INDIANAPOLIS – After the roaring crowds and the emotional victory, after the wild postgame celebration and the poignant news conference on Sunday, Chuck Pagano stepped into a quickly emptying Indianapolis Colts locker room.
The coach who'd spent the fall in the hell of chemotherapy, only to dramatically return to duty, was surrounded by a small crowd of well-wishers – Colts players, Colts employees, even Colts media looking to give him a congratulatory hug or a quick welcome back.
Out of the corner of his eye, Pagano noticed Andrew Luck was still packing up at his locker. Pagano broke free from the group and headed over. They shared a hug, a smile and a few quick words before exchanging a loud hand slap. They each looked excited at the challenge ahead, namely at the Baltimore Ravens on Sunday in the wild-card round of the playoffs.
"Just go play," Pagano advised Luck, and maybe that's as complex as it needs to be with the pre-naturally mature Stanford product.
"Hopefully it's a good matchup," Luck said simply.
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The Colts have become the Pagano Story and for good reason; it's inspiring, amazing, emotional. Yet as much as the coach talks about mojo and magic and how the Colts, even in his absence, have built themselves into a monster, success in the playoffs, more likely than not, will fall on the golden arm of his rookie QB.
The guy who took on the burden of being not just the No. 1 overall draft pick but a prospect so promising that the Colts let Peyton Manning walk out the door. The guy who took a two-win team and delivered 11 victories, which included leading seven game-winning drives in either the fourth quarter or overtime. The guy who threw for 4,374 yards and 23 touchdowns (plus five more on the ground). And perhaps most important, the guy who found ways to shake off inevitable failure only to cheerily move on to the next challenge, arguably the most important character trait the position demands.
Luck has been brilliant by virtually any rookie standard, but whether it's the pyrotechnic play of Robert Griffin III in a bigger media market or the late-season rise of Seattle's Russell Wilson, or the uplifting story of Pagano, he's slid a bit under the radar of late.
He's spearheaded the ascent of the worst team in the league into the playoffs, despite losing his head coach for ten games, and yet is a long shot for rookie of the year.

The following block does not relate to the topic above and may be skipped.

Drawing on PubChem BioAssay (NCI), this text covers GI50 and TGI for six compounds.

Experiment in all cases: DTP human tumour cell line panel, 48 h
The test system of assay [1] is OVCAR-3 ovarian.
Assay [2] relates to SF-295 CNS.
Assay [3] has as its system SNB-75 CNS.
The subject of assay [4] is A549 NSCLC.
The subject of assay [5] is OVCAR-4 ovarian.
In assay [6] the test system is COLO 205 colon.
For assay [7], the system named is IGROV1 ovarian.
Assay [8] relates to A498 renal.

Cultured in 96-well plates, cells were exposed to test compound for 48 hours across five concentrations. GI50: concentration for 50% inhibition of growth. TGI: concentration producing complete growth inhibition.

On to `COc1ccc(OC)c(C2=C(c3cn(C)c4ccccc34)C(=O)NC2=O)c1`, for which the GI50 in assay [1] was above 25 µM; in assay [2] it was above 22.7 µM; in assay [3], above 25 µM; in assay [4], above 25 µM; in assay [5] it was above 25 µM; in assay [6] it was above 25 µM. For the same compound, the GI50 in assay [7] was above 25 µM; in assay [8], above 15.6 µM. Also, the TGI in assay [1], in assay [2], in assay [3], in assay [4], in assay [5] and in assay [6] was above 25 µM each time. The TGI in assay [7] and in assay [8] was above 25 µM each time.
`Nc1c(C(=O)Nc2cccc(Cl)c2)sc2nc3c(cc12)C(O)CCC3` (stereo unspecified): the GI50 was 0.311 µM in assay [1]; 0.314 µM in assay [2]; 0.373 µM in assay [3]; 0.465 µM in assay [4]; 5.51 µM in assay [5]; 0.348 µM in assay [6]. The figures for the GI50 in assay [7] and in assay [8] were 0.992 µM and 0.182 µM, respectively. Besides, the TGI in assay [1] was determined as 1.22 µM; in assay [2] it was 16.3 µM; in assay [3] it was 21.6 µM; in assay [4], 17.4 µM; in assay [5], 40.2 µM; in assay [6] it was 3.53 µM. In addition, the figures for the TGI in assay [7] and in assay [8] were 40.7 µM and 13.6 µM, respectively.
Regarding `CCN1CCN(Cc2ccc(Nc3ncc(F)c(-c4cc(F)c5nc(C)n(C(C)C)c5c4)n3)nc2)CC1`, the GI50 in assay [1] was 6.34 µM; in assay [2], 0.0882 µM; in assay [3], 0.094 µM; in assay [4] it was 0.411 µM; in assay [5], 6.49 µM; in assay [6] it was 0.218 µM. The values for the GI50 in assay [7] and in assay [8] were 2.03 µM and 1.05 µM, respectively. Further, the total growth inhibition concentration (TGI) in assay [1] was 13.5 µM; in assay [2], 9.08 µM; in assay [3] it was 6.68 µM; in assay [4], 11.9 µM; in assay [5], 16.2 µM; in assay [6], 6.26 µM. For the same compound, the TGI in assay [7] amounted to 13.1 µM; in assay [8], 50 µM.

Not that Pagano would choose to head into battle in Baltimore with any of the other guys.
There's solidness to Luck that belies his age. The pressure of the playoffs on a rookie quarterback, on the road, with Ray Lewis returning? No one seems worried about No. 12.
"He's prepared himself for that," Pagano said. "It's a tough, tough place to play, like many venues on the road. But I think Andrew is mature enough and far enough along that he isn't going to let anything distract him or take away from his focus or his preparation."
Luck, for his part, is taking it as a challenge he's worked his entire life toward. He's confident in what he can do, respectful of what he doesn't know, and eager to take it all on.
"I know the payoffs will be unchartered territory for a lot of rookies," he said of himself and his youthful roster. "But [we've] got Reggie Wayne, Robert Mathis, Dwight Freeney and Adam Vinatieri who has been in however many playoff games. We'll lean on them early in the week to figure out how does it work, what to do and then I think we'll just work like we always have and respect the process."
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Luck didn't arrive here all scared or starry-eyed, the same way Pagano didn't arrive from the staff of those Ravens with a rebuilding attitude. So what if the Colts won two games in 2011 and lost a slew of proven players in reworking the roster. Pagano was here to win, telling the Colts from the start of offseason sessions that they were going to "build a monster" that defied every outside opinion of their limits. Luck was sold. Youth, inexperience, holes in the roster … none of it mattered.
"As a team," Luck said, "we've been confident in ourselves all year. Even OTAs, training camp, it's always been a very confident locker room."
So confident that it could handle a 1-2 start, including a loss to Jacksonville and their head coach being diagnosed with leukemia and still rolling into the playoffs.
"[We] have a little mojo going in," Luck said, channeling one of Pagano's favorite words.
The stakes are higher now though. The pressure greater. The opponent better – "an historic defense," Luck noted.
"We understand the magnitude of it," Pagano said. "And we understand it's win or go home. He understands it. We all understand that. He's played in big games. And he's going to be in a hostile environment. He's been in hostile environments [all season]."
This is but the first of likely many high-pressure playoff games in Andrew Luck's career, so win, lose or disaster, the season can only be considered a wild success for player and team alike.
Still, that isn't the thinking that got everyone here.
"It's great [to make the playoffs] but it's definitely not over by any means," Luck said. "We're not happy just to be in. That's not the end of the journey by any means."
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